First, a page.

Monday, April 7, 2014

Review of Tropical Heat by John Lutz (No Exit Press, 1986)

Fred Carver has been invalided out of the police after being shot in the knee.  Living in a beachfront shack he takes long therapeutic swims in the ocean and undertakes the occasional bit of private investigation work whilst living off his compensation payout.  Edwina Talbot is pointed in his direction by his old boss, Lieutenant Desoto.  She wants him to track down her lover, Willis Davis, a time-shares salesman who seemingly committed suicide by leaping into the sea, though his body has not been found.  Carver reluctantly takes the case and it soon becomes more interesting than he anticipated, with a couple of attempts on his life and a growing attraction to Edwina.

Tropical Heat is the first Fred Carver book in a series of ten published between 1986 and 1996.  Carver is a somewhat reluctant private investigator who hobbles about with a cane (that doubles as a weapon) due to a gammy leg.  Set in central Florida, the story is a typical PI tale of finding a missing person who doesn’t want to be found, who has a more complex back story than originally thought, and the PI and woman hiring him becoming romantically involved.  Whilst there are a number of action sequences as Carver tangles with a deadly gang, the tale felt more like an episode of The Rockford Files than Miami Vice; more small screen than big screen.  It was an interesting enough read, but never really fully captured the imagination.  This wasn’t helped by the fact that I simply didn't believe in the fledgling romance and the way in which Carver engineers it.  The ending had a reasonable twist, but involved a leap of faith and an unnecessary rush in order to create a tension point.  Overall, a solid enough, run-of-the-mill start to a series.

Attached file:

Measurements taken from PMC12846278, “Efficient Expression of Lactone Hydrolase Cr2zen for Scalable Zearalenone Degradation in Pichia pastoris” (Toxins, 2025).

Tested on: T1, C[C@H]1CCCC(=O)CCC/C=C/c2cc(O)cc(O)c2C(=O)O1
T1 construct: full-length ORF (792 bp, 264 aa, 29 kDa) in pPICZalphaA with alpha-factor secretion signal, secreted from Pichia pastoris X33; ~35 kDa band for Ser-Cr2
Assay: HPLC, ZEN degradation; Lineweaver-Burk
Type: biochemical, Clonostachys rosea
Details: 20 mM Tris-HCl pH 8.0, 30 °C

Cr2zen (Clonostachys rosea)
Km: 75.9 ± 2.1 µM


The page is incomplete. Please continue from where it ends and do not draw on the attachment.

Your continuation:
1 comment:

Margot Kinberg said...

Thanks as always, Rob, for the candid and thoughtful review. I'll probably wait on this one, but I do think the setting is appealing.